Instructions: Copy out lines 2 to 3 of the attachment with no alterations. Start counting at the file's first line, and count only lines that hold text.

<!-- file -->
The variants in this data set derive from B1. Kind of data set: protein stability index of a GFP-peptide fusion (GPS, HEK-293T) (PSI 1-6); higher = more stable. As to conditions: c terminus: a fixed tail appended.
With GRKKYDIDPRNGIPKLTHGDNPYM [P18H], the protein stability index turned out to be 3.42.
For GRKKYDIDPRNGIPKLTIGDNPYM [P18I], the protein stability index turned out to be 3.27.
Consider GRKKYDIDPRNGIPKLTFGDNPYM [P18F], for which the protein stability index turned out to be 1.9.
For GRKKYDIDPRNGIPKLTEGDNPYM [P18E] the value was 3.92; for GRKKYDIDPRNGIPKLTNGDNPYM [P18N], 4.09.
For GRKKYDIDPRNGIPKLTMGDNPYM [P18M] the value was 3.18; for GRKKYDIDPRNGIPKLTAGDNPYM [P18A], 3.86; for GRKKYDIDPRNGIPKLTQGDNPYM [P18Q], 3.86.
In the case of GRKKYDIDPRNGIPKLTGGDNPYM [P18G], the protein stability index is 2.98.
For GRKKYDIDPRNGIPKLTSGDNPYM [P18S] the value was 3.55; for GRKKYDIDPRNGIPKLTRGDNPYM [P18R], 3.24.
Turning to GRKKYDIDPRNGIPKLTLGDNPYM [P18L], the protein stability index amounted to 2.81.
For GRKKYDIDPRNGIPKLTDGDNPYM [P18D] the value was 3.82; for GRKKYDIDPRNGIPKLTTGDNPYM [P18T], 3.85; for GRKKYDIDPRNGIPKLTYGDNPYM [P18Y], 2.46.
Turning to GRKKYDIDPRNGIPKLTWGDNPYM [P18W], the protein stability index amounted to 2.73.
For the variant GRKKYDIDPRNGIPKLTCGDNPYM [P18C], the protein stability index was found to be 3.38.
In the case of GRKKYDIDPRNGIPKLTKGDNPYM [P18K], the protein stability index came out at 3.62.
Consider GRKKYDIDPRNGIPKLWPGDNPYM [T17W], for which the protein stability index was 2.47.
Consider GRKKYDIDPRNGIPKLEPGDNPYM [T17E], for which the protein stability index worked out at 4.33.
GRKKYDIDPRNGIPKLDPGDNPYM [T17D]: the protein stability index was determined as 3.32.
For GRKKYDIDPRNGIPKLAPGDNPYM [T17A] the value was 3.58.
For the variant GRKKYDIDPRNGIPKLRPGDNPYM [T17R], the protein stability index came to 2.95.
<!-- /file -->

With GRKKYDIDPRNGIPKLTHGDNPYM [P18H], the protein stability index turned out to be 3.42.
For GRKKYDIDPRNGIPKLTIGDNPYM [P18I], the protein stability index turned out to be 3.27.